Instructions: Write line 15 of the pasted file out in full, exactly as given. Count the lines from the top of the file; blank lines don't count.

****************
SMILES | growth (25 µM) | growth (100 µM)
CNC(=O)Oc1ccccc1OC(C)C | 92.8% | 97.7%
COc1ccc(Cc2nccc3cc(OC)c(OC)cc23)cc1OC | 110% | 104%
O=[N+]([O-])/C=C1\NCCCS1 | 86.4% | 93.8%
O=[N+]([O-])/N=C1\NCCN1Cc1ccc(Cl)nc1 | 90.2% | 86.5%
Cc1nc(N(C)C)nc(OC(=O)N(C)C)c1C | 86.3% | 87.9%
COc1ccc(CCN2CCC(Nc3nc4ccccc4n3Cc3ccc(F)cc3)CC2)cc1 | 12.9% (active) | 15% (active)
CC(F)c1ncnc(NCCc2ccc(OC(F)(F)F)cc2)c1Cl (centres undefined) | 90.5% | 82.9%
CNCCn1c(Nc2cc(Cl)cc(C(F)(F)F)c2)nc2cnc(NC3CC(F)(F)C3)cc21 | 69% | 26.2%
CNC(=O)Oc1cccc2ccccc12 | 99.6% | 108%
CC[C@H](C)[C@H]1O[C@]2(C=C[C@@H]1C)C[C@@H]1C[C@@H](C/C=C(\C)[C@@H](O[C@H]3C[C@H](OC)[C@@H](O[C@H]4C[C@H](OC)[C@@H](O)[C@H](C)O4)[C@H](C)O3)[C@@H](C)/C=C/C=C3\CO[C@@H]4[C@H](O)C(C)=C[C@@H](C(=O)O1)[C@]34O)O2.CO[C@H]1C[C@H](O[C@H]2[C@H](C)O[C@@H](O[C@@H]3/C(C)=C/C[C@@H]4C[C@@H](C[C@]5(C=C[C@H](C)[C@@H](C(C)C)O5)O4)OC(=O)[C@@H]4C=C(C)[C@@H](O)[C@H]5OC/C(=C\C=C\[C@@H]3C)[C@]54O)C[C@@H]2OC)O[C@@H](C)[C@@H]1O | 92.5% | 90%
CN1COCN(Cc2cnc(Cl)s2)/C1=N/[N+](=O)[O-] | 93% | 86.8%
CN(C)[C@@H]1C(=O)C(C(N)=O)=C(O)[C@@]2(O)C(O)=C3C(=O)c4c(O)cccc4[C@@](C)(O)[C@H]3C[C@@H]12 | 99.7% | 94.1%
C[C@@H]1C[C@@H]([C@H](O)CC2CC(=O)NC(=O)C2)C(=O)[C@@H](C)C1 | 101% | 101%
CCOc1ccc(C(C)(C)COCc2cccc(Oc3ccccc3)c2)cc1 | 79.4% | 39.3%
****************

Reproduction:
CCOc1ccc(C(C)(C)COCc2cccc(Oc3ccccc3)c2)cc1 | 79.4% | 39.3%